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Article |

A Double-blind Trial of a Nicotine Inhaler for Smoking Cessation

Philip Tonnesen, MD, PhD; Jesper Nørregaard, MD; Kim Mikkelsen, MD; Stig Jorgensen, MD; Fredrik Nilsson, MSc
JAMA. 1993;269(10):1268-1271. doi:10.1001/jama.1993.03500100066029.
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Objective.  —To evaluate the efficacy of a new nicotine inhaler system for smoking cessation.

Design.  —A 1-year, randomized, double-blind, placebo-controlled study.

Setting.  —Medical outpatient clinic with physicians experienced in smoking cessation assistance.

Subjects.  —A total of 286 volunteers who smoked at least 10 cigarettes daily recruited through a local newspaper.

Intervention.  —Subjects were randomly allocated to nicotine inhalers (n=145) or placebo (n=141) to be used for 3 months followed by tapering for 3 months in the context of minimal levels of advice and support.

Main Outcome Measure.  —Continuous smoking abstinence at weeks 6, 12, 24, and 52, verified by measurements of carbon monoxide in expired air.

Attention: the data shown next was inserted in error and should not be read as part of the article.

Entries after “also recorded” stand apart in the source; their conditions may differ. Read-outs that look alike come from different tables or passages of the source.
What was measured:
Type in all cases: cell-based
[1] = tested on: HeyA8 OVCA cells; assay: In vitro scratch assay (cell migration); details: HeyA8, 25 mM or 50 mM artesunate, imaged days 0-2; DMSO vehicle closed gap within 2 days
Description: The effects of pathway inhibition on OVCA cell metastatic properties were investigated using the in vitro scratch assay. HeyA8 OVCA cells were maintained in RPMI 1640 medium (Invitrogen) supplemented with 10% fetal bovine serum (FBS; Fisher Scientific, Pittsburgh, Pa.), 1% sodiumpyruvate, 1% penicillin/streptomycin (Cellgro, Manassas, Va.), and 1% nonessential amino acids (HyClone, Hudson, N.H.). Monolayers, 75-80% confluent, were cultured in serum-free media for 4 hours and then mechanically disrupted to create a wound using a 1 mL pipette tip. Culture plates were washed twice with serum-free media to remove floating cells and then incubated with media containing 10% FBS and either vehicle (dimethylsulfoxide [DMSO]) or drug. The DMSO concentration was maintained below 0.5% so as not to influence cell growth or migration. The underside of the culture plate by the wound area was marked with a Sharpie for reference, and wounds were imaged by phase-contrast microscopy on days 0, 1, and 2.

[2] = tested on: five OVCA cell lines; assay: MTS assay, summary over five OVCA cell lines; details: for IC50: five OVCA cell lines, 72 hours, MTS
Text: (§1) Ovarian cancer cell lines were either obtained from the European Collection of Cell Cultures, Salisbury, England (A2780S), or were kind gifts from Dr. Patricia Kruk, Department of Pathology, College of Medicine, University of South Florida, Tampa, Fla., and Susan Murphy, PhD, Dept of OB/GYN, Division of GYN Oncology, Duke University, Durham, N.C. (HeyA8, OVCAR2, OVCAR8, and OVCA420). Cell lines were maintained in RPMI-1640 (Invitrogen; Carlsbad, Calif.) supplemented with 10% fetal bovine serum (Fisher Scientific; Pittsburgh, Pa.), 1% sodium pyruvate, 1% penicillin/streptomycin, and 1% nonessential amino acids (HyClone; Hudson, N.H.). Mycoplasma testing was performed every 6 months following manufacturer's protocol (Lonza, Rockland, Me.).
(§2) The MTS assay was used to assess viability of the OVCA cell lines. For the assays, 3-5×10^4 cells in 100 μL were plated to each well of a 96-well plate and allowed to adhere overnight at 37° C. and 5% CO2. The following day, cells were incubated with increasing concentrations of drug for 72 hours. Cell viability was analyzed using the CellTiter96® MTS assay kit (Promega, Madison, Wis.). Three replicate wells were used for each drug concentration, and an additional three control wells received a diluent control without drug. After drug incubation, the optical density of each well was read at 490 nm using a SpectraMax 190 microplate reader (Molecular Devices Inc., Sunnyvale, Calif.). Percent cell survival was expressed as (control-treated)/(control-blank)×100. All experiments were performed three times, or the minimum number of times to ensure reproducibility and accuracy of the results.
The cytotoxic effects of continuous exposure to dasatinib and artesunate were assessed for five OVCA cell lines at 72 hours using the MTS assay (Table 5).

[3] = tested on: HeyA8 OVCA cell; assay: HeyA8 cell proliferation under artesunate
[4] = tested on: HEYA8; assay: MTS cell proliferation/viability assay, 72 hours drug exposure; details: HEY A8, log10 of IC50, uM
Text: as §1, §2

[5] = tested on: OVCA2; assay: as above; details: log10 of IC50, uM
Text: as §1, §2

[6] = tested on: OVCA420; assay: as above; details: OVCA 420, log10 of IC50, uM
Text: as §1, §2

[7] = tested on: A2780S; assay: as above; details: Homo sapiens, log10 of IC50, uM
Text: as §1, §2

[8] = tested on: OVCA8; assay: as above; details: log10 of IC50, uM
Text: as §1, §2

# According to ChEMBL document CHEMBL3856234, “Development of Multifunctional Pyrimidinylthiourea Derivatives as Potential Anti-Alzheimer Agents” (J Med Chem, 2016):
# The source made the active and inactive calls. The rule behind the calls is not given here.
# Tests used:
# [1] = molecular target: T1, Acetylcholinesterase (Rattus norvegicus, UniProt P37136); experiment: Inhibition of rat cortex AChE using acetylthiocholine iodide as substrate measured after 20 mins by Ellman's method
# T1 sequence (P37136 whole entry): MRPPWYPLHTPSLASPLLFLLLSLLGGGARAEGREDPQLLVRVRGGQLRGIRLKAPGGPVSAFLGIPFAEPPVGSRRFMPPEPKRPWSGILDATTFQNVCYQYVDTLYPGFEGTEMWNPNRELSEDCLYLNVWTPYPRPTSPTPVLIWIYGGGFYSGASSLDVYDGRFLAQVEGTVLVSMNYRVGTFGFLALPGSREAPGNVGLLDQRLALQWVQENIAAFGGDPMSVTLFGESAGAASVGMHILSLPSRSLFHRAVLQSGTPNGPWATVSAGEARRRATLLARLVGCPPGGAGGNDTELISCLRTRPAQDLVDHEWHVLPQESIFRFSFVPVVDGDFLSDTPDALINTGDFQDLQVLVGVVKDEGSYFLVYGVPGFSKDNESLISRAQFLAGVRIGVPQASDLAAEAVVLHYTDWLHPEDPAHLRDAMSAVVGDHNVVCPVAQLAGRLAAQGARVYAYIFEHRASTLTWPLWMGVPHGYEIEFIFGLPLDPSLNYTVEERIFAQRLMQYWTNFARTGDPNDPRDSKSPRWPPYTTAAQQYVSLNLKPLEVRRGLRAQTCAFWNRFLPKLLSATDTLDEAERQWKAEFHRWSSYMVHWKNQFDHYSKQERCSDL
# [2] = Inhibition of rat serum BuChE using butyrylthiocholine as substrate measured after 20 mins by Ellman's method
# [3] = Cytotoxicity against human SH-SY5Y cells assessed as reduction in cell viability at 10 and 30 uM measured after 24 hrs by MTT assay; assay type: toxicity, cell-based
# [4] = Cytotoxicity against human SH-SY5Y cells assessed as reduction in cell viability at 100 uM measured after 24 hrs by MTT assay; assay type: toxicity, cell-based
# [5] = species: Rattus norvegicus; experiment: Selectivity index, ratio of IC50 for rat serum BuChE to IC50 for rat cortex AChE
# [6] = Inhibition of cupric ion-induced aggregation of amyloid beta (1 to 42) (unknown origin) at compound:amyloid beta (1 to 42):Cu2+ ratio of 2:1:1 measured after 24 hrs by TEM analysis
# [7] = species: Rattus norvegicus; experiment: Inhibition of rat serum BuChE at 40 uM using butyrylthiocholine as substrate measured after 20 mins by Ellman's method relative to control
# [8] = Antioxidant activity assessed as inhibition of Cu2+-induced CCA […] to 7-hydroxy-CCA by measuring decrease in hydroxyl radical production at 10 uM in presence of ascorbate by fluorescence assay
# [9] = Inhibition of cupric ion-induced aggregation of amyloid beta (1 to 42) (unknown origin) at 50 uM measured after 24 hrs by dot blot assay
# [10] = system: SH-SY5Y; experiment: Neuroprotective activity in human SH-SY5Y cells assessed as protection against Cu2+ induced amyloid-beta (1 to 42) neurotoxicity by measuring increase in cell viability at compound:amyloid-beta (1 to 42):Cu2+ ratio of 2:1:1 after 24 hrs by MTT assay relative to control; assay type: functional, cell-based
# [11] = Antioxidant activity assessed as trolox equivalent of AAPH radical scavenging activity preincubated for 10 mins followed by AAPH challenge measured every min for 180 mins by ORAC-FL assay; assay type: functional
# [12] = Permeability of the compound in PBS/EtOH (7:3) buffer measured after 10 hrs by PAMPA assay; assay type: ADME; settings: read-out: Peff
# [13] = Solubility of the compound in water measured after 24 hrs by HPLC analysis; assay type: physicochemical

Results.  —Continuous smoking abstinence was significantly higher for the active nicotine inhaler group compared with the placebo inhaler group. The respective success rates were 28% and 12% after 6 weeks, 21% and 9% after 12 weeks, 17% and 8% after 6 months, and 15% and 5% after 1 year (P=.02 to.001). The mean nicotine substitution based on cotinine determinations after 2 weeks was 43% (SD, 45%) of smoking levels. The treatment was well tolerated, and no serious adverse events were reported.

Conclusions.  —In this setting the nicotine inhaler appeared safe to use and increased success rates of smoking cessation attempts.(JAMA. 1993;269:1268-1271)


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